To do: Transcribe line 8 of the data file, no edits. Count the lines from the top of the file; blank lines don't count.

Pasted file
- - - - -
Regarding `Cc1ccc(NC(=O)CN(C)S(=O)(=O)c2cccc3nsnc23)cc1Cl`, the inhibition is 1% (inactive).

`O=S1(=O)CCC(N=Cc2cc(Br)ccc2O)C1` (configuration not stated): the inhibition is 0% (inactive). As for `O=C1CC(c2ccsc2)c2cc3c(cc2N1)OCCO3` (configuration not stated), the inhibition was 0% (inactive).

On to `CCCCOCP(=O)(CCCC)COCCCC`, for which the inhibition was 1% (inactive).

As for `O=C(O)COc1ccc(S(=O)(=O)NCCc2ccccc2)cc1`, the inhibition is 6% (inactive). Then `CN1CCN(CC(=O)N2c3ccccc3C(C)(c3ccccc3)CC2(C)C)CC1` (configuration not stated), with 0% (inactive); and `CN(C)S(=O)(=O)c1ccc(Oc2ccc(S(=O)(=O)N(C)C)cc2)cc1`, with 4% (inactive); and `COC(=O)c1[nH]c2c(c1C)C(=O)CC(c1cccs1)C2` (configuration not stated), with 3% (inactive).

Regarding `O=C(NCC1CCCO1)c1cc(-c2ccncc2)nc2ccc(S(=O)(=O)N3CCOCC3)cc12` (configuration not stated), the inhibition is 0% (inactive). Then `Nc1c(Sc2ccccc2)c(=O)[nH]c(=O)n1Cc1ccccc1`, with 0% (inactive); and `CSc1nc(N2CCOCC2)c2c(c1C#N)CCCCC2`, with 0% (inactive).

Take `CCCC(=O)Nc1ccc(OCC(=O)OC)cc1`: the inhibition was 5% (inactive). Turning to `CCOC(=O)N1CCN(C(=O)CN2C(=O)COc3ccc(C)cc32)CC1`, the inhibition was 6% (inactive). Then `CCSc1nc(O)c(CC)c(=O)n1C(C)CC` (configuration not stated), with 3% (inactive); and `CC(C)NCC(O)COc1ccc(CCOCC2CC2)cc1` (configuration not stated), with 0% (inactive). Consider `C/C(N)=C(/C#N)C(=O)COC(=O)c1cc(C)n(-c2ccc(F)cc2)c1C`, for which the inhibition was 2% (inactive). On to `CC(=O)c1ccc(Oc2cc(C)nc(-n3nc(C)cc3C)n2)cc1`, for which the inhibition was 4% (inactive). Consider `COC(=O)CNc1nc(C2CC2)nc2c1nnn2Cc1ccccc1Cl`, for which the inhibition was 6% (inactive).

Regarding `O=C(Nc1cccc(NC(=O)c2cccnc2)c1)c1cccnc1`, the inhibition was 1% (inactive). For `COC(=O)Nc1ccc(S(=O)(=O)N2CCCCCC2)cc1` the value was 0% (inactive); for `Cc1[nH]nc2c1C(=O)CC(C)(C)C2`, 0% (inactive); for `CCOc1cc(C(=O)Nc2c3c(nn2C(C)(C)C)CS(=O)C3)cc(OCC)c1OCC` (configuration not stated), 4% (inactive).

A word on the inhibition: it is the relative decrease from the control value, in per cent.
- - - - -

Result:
A word on the inhibition: it is the relative decrease from the control value, in per cent.